Erica L. Ayala

New York City-based women's sports writer with bylines at The New York Times, Deadspin, The Athletic, and more.

Sep 10, 2021
Published on: The Athletic
1 min read
CHARLOTTE, NC - JUNE 3: Dawn Staley #5 of the Charlotte Sting directs the defense against the Houston Comets during the game on June 3, 2002 at Charlotte Coliseum in Charlotte, North Carolina.  The Sting won 67-52.  NOTE TO USER: User expressly acknowledges and agrees that, by downloading and/or using this Photograph, User is consenting to the terms and conditions of the Getty Images License Agreement.  Mandatory copyright notice: Copyright 2002 WNBAE  (Photo by: Garrett Ellwood/WNBAE/Getty Images)

Dawn Staley played seven seasons for the Charlotte Sting and another four with the Houston Comets. Although regarded as one of the best players in WNBA history, Staley’s jersey doesn’t hang in the rafters of any of the league’s arenas.

The teams she played for no longer exist.

Like so many stars and pioneers from the early days of the WNBA, part of Staley’s history is in memory only. There’s no home team to bring back Staley or many other WNBA pioneers for anniversary celebrations. No home arena to build statues. No place for future generations to build on their legacies.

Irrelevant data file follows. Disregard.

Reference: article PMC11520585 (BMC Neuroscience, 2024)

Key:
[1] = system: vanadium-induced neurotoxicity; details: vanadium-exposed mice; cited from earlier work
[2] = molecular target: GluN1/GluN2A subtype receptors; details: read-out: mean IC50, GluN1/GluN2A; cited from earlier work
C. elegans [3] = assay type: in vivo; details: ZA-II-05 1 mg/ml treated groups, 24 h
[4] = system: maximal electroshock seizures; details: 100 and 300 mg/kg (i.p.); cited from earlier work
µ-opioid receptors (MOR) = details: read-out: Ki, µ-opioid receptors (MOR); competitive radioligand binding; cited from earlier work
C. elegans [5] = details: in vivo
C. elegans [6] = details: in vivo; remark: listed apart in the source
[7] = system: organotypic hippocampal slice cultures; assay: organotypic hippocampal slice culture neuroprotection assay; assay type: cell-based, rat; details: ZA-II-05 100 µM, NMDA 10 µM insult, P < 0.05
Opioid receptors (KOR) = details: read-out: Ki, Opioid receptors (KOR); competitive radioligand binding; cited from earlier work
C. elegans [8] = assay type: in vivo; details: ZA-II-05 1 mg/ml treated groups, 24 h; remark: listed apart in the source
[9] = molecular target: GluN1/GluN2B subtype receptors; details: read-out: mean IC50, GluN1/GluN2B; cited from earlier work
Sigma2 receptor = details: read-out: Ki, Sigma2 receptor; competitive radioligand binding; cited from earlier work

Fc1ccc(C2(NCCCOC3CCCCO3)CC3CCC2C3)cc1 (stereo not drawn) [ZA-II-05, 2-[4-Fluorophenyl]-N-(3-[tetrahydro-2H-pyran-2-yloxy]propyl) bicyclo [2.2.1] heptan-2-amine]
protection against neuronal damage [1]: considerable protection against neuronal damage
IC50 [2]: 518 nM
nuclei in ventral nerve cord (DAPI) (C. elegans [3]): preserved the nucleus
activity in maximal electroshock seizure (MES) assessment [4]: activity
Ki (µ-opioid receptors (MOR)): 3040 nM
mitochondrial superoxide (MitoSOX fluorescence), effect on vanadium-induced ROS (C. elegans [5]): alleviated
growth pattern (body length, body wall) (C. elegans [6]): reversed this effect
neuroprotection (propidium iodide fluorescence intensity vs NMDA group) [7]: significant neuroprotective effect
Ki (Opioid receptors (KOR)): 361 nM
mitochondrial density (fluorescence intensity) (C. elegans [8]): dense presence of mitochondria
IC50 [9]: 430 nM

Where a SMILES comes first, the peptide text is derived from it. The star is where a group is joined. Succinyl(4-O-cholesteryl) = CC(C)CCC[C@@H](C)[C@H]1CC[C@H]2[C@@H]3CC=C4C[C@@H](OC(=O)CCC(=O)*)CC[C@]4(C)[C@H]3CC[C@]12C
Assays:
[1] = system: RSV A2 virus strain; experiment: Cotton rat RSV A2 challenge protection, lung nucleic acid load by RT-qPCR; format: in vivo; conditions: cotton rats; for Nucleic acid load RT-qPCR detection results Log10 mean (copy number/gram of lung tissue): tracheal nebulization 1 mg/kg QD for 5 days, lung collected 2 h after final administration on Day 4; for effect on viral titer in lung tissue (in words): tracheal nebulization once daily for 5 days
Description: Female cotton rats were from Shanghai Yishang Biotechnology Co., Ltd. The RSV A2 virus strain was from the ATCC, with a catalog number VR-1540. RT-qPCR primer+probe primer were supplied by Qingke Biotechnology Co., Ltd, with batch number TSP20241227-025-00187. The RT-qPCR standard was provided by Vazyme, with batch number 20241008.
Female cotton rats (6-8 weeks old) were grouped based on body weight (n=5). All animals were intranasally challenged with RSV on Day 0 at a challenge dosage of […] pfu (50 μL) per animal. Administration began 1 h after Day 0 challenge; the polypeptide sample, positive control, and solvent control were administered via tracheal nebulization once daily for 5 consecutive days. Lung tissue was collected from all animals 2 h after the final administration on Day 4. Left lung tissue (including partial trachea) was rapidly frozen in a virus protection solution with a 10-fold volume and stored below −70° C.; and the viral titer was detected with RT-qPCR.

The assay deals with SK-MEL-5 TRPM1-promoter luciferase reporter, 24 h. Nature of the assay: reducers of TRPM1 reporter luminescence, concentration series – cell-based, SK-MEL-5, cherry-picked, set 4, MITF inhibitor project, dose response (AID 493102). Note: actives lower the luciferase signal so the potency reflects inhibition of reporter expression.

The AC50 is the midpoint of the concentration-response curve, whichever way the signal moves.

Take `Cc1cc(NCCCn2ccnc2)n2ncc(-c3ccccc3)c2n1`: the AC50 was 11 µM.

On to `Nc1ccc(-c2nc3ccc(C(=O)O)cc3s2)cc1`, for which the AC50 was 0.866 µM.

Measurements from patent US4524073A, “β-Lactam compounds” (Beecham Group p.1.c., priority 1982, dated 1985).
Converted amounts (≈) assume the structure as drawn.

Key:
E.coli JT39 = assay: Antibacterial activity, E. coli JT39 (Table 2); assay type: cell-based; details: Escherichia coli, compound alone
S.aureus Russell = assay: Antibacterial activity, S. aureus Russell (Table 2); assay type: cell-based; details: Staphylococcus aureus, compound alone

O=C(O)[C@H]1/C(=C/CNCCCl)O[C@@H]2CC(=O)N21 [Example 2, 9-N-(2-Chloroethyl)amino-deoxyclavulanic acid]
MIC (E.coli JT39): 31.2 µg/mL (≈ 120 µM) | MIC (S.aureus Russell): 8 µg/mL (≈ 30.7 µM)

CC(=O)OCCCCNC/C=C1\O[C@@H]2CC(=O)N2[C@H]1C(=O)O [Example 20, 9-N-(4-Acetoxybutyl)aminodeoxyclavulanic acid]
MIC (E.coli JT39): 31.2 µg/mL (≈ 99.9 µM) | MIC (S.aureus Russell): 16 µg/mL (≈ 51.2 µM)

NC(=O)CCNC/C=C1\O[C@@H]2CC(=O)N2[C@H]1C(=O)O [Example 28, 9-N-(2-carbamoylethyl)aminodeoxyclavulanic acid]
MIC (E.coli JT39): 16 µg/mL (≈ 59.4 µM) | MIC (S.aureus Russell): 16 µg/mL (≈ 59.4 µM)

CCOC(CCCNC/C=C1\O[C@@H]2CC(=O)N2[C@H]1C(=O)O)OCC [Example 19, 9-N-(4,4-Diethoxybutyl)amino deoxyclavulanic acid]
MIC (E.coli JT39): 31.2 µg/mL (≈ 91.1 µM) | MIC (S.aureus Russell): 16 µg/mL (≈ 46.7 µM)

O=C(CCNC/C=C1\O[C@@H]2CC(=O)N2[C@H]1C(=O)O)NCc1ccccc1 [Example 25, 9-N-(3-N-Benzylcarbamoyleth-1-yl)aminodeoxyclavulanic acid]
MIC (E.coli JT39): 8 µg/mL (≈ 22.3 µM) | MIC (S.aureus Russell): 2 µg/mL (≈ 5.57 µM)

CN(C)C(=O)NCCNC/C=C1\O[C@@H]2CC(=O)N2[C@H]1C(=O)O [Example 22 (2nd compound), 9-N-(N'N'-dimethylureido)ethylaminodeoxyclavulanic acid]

Charlotte was one of eight teams that launched the WNBA. The Sting competed in the Eastern Conference alongside the Cleveland Rockers, Utah Starzz and New York Liberty. The Western Conference included the Los Angeles Sparks, Sacramento Monarchs, Phoenix Mercury and Houston Comets.

Only three of the original franchises — New York, Los Angeles and Phoenix — remain today. The Starzz became the San Antonio Silver Stars in 2003 and then the Las Vegas Aces in 2018.

Staley would love to have her original WNBA team return.

“The Charlotte Sting fans, they’re crying out for another WNBA team,” said Staley before the 2021 WNBA All-Star Game last month when she coached Team USA. She added a plea to Charlotte Hornets owner Michael Jordan.

“M.J., M.J., Michael Jordan,” Staley said, knocking on the podium for emphasis.